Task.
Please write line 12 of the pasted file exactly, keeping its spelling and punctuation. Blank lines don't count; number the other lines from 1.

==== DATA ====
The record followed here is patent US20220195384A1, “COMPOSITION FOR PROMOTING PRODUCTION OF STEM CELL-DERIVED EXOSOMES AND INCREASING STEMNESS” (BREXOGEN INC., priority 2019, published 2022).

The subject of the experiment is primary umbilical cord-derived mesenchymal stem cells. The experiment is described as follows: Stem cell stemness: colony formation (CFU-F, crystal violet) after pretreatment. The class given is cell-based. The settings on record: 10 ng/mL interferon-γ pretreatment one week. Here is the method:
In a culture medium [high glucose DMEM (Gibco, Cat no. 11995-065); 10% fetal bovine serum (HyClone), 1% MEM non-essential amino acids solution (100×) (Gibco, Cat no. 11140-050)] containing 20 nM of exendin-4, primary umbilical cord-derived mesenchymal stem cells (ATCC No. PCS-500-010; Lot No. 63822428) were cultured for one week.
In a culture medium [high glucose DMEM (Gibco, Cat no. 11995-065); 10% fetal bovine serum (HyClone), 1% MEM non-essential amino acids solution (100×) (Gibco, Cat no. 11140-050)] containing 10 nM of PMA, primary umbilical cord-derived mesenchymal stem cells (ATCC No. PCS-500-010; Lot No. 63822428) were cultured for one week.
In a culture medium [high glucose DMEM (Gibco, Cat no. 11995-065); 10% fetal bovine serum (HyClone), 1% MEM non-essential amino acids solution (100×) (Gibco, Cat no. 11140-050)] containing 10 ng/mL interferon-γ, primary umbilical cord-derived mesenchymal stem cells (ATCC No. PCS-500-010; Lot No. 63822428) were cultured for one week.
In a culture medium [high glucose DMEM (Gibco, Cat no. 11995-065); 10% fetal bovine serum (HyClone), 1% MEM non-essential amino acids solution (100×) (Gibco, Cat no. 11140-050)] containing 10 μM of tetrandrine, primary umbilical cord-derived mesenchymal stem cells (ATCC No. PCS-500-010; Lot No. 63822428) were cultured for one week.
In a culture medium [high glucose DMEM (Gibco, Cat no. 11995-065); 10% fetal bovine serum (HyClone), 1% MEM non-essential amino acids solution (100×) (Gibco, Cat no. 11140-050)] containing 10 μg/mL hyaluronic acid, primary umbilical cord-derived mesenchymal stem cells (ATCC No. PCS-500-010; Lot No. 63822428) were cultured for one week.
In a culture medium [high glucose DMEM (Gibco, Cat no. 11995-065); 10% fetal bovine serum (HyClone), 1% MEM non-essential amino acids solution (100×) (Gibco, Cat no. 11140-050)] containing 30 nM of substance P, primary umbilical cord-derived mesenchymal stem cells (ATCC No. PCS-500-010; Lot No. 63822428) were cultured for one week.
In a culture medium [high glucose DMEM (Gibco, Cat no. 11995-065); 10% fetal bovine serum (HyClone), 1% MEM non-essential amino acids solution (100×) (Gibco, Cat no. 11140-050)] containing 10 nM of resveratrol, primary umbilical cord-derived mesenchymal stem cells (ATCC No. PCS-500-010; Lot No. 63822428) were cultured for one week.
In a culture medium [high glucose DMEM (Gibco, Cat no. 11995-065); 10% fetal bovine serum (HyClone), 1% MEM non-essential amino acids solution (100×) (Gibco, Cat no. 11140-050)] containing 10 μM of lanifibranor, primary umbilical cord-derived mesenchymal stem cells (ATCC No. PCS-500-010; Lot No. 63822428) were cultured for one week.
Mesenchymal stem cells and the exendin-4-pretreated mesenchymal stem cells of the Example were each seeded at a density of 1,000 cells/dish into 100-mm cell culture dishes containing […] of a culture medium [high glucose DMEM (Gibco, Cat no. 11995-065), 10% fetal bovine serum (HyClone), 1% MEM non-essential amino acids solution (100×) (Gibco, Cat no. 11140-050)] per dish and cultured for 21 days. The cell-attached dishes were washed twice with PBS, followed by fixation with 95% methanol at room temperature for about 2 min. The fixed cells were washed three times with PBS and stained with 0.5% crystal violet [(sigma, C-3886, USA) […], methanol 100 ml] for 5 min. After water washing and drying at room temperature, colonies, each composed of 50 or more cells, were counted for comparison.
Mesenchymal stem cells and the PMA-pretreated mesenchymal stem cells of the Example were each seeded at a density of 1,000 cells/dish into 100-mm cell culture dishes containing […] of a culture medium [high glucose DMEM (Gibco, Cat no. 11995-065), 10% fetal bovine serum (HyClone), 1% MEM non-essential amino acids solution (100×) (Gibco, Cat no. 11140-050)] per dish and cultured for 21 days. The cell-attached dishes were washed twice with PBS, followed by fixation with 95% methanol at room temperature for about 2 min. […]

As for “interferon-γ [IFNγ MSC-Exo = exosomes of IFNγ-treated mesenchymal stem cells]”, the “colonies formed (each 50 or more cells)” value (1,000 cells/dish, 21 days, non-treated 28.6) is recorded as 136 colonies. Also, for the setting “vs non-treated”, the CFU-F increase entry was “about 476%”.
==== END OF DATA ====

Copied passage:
Mesenchymal stem cells and the PMA-pretreated mesenchymal stem cells of the Example were each seeded at a density of 1,000 cells/dish into 100-mm cell culture dishes containing […] of a culture medium [high glucose DMEM (Gibco, Cat no. 11995-065), 10% fetal bovine serum (HyClone), 1% MEM non-essential amino acids solution (100×) (Gibco, Cat no. 11140-050)] per dish and cultured for 21 days. The cell-attached dishes were washed twice with PBS, followed by fixation with 95% methanol at room temperature for about 2 min. […]